Arthroscopic stabilization of the shoulder is a procedure performed to repair the ligaments and cartilage located in front part of the shoulder using an arthroscope. This surgical procedure is recommended when a shoulder is unstable whereby the shoulder joint has become partially loose (subluxation) or completely separated (dislocation). The instability may cause arthritis with intense pain felt at the joint.
Instability of the shoulder may be caused by the labrum (cartilage band), ligaments and capsule surrounding the shoulder joint (rotator cuff) separating or tearing from the shoulder socket bone, a condition known as Bankart tear or lesion.
Tearing causing instability is more likely to happen among older individuals, and placing braces can assist in reduction of the repeated dislocation.
Signs and Symptoms of Shoulder Instability
Instability of the shoulder caused by Bankart lesion presents various signs and symptoms including:
- Weakness of the arm
- Shoulder feeling loose especially while engaging in some activities
- Shoulder arthritis
- Intense pain on the shoulder
- Recurring shoulder dislocations
- Sensation of the shoulder slipping in and out
- Shrinking and tightening of the shoulder muscle (Muscle spasms)
- Soreness on the affected area
- Visibly impaired shoulder
- Tingling sensation on the hand and/or fingers
- Losing range of motion
What to do If You Experience Shoulder Instability
Before seeking medical attention for shoulder instability, you should:
- Apply an icepack on the affected area to reduce soreness and pain
- Request for medication such as ibuprofen or acetaminophen to relieve the pain
- Do not strain the arm or shoulder with any movements to avoid worsening the injury
Diagnosing Shoulder Instability
For a definitive diagnosis, the orthopedic surgeon will perform a physical examination to identify the dislocation. This is mostly done by touching the joint. An MRI scan is performed to show the injured tissues, and a CT scan done to check the extent of the damaged bones that are not visible in x-ray.
Dislocation of the shoulder may be either anterior (front of the socket) or posterior (back of the socket). A partial loosening or subluxation indicates the stretching of ligaments and capsule which are not separated from the cartilage.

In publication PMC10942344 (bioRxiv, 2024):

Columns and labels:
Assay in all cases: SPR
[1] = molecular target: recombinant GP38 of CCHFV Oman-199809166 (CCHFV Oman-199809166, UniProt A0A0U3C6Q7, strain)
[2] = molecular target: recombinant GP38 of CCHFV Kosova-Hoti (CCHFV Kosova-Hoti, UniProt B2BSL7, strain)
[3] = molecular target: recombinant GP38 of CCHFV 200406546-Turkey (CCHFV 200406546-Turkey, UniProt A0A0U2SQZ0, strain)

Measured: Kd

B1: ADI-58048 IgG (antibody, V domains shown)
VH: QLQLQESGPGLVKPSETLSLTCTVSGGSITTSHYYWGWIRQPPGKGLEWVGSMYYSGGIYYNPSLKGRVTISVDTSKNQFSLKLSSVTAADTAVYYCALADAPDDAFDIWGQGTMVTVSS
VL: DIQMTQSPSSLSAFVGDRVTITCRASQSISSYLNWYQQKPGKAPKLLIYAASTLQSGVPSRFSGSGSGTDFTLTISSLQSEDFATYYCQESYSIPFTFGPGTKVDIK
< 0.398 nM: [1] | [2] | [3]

Arthroscopic Stabilization of Shoulder – Surgery for Shoulder Instability
Arthroscopic stabilization of the shoulder is often performed when there is replicating dislocation and a Bankart tear has formed that needs to be repaired/reconstructed. This is recommended at an early stage to avoid loosening or dislocation of the shoulder.
During the procedure, an instrument known as an arthroscope that has a camera attached to it is inserted into the affected area of the shoulder through an incision. There are usually 2-3 incisions made through which the arthroscope and another medical device known as a shaver are inserted to reconstruct the damage.
During the reconstruction, ligaments located at the front part of the shoulder are tightened and mended through thermal shrinkage. An alkaline solution is injected into the joint to dilate it. If there are any identified tears in the rotator cuff they are also stapled. All these are done through the incisions and are guided/monitored by the arthroscope which displays the images on a monitor. When the procedure is complete the incisions are sutured and dressed with a waterproof dressing to avoid soaking the wound.
Arthroscopic stabilization of the shoulder has various pros which include:
- Faster healing process
- Minimal downtime
- Minimal pain
- Other damages can be identified and treated at the same time the procedure
- Lower level of immobility after the procedure
Follow-up treatment options for shoulder instability undertaken after the surgery include:
- Physical therapy
- Rest and avoiding strenuous activities
Possible Complications of Arthroscopic Stabilization of the Shoulder
Just like any other surgical procedure, there may be complications after the arthroscopic stabilization surgery. These include:
- Weakening of the muscles
- Possible damage to the blood vessels and/or nerves.
- Infection of the wound
- Inflexibility of the shoulder and arm
- Chances of developing arthritis.
Post-op Care After Arthroscopic Stabilization
After the arthroscopic stabilization surgery, a sling will be provided to be worn for approximately 6 weeks and a continuous passive motion machine will be used throughout the duration of physical therapy to avoid rigidity of the arm and to regain the range of motion. Other exercises that strengthen the arm and shoulder will be advised on by a physiotherapist.
For pain management and soreness, medication will be administered in the first 24 hours after the procedure, and some oral pain medications will be prescribed for the next 5 days. The dressing will be removed after 2 weeks when the wound has healed.
Normal activities can be resumed after 9 months at most, which is dependent on the healing.
Our board-certified orthopedic surgeons at King’s have extensive knowledge of the full range of shoulder disorders and will help you find the ideal medical solution for your condition. You can get in touch by filling in the form below.
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